Editorial: Successful march shows social awareness
Our community ought to be proud.
When masses of people stood up in support of a worthy cause as they did in Sunday's march against hate, UA students, staff and faculty proved that they are intolerant of intolerance and will come together to defend their fellow students.
Approximately 1,000 supporters attended the march in response to last Sunday's stabbing of a 20-year-old gay UA student. The three-hour march began at a park on Fourth Avenue and Second Street and ended at the UA Mall.
While hate crimes may never be be wiped out completely, they can be met with aggressive nonviolent protest by a larger force, the entire UA community. Sunday's march proved that there is strength in numbers, that society's horrors do not have to be dealt with victims alone, but they can be healed by public outreach on a grand scale.
The attacked student, a philosophy junior, made a statement at the march that sums up the attitude of all of the march's participants.
"With all my fear, with all my sadness, I do not become a victim - I become a man," said the student. "I am a man with fear as his companion - but never as his master."
To fear such attackers would be to empower them; instead, the UA proved its fearlessness and its vigilance in opposing hate criminals.
Further proof of the UA's intolerance of hate crimes was the outpouring of shock and sympathy when the story was made known. Letters to the Wildcat expressed the anger the incident triggered. "That stabbed student did absolutely nothing to provoke an attack of any kind," wrote agriculture graduate student Patrick Leach. "And neither do I or, I'm sure, do you; so you or I might be the next recipient of someone else's 'anger.'"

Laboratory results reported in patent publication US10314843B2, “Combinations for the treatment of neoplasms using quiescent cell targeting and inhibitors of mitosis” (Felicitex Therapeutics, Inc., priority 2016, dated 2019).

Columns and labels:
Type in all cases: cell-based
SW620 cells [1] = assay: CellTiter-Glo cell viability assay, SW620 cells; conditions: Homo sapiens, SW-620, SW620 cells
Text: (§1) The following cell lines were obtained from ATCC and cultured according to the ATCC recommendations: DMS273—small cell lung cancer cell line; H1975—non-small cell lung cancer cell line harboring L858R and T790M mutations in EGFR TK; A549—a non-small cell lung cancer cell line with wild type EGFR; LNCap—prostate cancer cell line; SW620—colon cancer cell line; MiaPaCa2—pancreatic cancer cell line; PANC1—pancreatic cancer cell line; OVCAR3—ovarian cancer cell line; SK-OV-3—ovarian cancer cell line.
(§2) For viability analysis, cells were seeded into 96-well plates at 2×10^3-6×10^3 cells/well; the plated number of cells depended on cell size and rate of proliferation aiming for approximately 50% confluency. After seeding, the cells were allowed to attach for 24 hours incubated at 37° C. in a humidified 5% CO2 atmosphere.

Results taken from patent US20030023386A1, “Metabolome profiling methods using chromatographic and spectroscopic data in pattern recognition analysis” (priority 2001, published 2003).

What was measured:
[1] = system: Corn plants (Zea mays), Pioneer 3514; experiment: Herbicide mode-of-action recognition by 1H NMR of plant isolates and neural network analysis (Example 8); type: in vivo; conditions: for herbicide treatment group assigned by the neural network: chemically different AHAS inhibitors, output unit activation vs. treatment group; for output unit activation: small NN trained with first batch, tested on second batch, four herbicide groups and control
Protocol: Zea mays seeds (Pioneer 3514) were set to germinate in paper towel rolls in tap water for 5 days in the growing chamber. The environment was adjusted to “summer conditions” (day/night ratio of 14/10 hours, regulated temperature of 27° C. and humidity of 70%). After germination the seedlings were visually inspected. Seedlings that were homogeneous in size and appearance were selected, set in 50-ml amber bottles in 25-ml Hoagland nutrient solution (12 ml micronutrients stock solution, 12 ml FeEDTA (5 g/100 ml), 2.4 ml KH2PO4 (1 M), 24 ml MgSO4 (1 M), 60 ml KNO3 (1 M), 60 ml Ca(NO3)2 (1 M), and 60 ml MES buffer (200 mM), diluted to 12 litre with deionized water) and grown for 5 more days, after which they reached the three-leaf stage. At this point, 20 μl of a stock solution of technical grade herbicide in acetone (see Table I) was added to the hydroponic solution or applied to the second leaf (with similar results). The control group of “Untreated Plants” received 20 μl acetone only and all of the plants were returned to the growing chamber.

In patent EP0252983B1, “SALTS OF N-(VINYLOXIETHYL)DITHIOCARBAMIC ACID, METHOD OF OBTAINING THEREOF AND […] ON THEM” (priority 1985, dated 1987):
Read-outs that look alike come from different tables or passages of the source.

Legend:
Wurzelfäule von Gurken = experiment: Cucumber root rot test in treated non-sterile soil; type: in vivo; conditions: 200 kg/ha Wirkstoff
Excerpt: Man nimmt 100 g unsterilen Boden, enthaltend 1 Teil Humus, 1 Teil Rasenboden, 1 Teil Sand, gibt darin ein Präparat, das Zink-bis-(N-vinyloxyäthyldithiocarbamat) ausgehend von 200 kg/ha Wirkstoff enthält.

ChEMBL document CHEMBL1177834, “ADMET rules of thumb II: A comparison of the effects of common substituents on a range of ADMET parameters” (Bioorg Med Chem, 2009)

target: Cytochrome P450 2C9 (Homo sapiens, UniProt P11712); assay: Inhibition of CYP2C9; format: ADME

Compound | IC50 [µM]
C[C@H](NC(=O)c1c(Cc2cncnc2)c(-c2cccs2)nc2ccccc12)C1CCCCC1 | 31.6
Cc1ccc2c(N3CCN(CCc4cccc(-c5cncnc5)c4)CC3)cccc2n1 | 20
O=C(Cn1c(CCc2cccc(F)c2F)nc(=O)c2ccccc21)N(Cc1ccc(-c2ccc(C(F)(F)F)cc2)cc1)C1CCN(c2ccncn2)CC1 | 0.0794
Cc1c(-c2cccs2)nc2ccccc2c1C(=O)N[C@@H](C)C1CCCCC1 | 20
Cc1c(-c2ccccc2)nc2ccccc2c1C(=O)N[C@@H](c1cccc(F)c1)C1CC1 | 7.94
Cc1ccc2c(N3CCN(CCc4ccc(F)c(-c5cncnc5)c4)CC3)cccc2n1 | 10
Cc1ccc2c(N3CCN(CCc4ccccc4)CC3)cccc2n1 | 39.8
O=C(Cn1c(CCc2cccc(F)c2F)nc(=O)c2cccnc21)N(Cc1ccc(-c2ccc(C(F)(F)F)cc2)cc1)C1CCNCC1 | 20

The march proved that the UA is a mobilized active student community. Dozens of campus organizations, including Lesbian Avengers, PFLAG, various churches, Wingspan and others showed up to express their support. These diverse groups all expressed support for a single cause.
Such a proactive response to such a terrifying incident proves that the UA is a socially conscious and socially active campus. While morality pushers and extremists continue to oppress homosexuals and deny them their rights in the highest parts of American government, the UA community proved its ability to think rationally and in good conscience.
Social healing of social wounds is what Sunday's march was all about. An open mic allowed attendees to share their experiences with intolerance, and a written log was passed around in which participants described hate they had dealt with in their lives. The log will be passed on to legislators who will better understand the predicament of so many gay people, and will hopefully promote more education regarding tolerance toward gay issues.
While the stabbing was an unnecessary tragedy, the UA's reaction to it has been invaluable. Hopefully, the public outcry it generated will lead to greater acceptance and less hate.
This editorial represents the collaborative stance of the Arizona Daily Wildcat Opinions Board.